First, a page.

Synopses & Reviews
Permaculture is much more than organic gardening. Arguably it is one of Australia's greatest intellectual exports, having helped people worldwide to design ecologically sustainable strategies for their homes, gardens, farms and communities. This book charts a history of the first three decades of permaculture, through the personal stories of Australian permaculturists. From permaculture co-originator David Holmgren, to ABC TV's Gardening Australia presenter Josh Byrne, the authors span the generations and the continent.
These stories represent the scope, depth and diversity of permaculture in Australia and around the world. They explore some of the influences on those who have embraced it, record milestones and highlight recurring themes. The editors' contributions and afterword by social ecologist Professor Stuart B Hill frame the stories in terms of transformation of the inner landscape of our minds and hearts, as the critical starting point for the outer change that is needed.
For those whose lives have been changed by permaculture, this book provides a context for articulating and celebrating their own stories and experiences. Even more, it invites each of us, permaculturists or not, to embrace our power in designing our world out of the best in ourselves, for the benefit of the whole earth community.
About the Author
Kerry Dawborn is a permaculturist with post-graduate qualifications in Social Science, Environmental Urban Planning and Secondary Teaching. She has worked in both sustainable and conventional agriculture and in the organic produce retail industry. Kerry is passionate about ecological economics, small-scale sustainable farming and land-use, community food security, social justice and related public policy and education issues. She has been a university tutor, researcher, permaculture teacher and political candidate. Living in the Yarra Ranges with her three dogs, her chickens, muscovies, fruit trees and veggie garden (when she has time), Kerry looks forward to a world in which humans understand and honour their place as part of a diverse, healthy and biologically rich earth community, and in which access to healthy, sustainably produced local food, and vibrant, connected human communities, are a right, and not a privilege, for people all over the planet.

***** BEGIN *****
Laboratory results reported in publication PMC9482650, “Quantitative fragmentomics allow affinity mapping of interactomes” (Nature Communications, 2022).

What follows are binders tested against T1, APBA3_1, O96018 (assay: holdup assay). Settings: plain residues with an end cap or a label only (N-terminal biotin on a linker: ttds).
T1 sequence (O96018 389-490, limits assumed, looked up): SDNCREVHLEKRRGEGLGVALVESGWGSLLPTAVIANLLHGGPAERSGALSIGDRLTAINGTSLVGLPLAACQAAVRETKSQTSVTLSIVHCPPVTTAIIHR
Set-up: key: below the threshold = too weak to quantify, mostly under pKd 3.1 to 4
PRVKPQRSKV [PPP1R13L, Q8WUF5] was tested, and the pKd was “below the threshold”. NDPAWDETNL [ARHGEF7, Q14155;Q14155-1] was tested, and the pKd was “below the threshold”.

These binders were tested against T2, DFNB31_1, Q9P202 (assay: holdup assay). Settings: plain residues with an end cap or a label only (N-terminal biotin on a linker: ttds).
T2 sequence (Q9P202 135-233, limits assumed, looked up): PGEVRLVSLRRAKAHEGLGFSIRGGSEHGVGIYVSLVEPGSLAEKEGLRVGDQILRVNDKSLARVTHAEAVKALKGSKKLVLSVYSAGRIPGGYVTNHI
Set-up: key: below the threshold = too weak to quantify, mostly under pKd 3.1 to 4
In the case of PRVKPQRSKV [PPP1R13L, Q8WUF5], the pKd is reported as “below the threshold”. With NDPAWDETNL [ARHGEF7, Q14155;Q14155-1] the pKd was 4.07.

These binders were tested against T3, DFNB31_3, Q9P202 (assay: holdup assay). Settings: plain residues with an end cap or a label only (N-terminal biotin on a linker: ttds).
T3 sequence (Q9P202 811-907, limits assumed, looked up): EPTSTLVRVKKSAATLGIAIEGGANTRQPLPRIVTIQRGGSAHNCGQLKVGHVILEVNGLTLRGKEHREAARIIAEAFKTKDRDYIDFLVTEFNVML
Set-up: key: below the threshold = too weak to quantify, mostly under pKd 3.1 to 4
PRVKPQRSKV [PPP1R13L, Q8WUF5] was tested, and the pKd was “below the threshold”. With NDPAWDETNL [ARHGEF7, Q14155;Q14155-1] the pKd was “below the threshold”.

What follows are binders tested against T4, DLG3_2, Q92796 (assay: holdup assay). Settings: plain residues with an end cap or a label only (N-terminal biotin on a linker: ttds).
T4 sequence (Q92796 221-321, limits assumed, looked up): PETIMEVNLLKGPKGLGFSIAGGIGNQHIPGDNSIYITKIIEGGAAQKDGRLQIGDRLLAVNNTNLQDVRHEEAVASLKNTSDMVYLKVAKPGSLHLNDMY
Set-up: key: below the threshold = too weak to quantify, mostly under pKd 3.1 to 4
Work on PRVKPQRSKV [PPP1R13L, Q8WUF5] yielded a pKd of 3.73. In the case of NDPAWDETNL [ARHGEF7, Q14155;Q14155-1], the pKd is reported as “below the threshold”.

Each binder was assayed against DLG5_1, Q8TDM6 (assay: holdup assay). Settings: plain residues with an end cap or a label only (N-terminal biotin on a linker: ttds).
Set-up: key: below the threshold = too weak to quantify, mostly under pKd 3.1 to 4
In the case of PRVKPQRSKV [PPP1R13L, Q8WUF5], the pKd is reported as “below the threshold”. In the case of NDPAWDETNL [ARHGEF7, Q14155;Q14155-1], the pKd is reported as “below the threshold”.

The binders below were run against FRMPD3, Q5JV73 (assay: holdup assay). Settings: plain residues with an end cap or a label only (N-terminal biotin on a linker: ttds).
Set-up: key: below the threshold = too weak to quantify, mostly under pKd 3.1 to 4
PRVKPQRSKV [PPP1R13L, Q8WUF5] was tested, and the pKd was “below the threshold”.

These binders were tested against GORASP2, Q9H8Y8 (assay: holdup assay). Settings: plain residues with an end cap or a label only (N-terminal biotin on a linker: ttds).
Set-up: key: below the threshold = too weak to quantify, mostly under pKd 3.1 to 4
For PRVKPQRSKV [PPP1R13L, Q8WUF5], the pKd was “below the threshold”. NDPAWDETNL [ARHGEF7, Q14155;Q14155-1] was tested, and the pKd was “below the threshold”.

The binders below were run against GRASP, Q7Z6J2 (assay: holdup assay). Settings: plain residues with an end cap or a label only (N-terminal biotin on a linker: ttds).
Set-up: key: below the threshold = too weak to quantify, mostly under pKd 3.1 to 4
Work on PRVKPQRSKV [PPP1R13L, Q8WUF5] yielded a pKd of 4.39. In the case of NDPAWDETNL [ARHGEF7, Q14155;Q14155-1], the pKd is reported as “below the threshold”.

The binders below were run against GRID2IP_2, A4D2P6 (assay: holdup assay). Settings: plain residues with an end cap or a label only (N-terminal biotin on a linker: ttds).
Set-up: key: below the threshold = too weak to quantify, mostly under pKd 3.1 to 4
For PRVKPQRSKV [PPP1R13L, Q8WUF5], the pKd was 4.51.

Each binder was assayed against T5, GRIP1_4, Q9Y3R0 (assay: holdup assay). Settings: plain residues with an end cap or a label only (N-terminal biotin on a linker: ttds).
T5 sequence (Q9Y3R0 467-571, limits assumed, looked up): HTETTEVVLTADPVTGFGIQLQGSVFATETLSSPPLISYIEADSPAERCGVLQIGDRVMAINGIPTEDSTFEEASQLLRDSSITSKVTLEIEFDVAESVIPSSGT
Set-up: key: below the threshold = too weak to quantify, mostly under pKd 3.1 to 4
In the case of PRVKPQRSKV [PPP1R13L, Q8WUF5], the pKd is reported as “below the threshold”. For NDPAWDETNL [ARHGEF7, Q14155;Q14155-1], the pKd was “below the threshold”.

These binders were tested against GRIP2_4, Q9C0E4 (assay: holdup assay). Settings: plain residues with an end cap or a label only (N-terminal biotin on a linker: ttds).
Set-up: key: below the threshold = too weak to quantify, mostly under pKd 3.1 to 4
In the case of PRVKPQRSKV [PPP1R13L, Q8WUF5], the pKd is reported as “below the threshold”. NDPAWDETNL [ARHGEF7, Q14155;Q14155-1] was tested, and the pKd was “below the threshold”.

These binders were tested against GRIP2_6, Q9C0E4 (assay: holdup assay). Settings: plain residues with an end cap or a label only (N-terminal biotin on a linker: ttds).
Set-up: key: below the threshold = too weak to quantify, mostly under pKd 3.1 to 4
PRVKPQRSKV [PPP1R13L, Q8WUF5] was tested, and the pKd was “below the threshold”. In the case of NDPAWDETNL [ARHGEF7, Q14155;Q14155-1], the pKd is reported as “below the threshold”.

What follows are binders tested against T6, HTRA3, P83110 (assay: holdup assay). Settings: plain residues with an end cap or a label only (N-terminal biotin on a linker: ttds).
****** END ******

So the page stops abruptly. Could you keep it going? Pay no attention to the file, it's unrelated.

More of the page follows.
Dr. Caroline Smith is a teacher, permaculturist and organic farmer who was born in England and lived for some years in South Africa. Caroline is passionate about local food production and operates an organic box scheme with her husband Aidan in the Dandenong Ranges just outside Melbourne. Caroline has worked as an agricultural scientist, secondary teacher and teacher educator, and currently teaches at the National Centre for Sustainability, Swinburne University of Technology in Melbourne. She is also a member of the editorial committee of EarthSong journal. Caroline has published widely in the area of sustainability education, and her PhD thesis explored personal empowerment through learning permaculture. She has two grown-up children, a cat and a horse.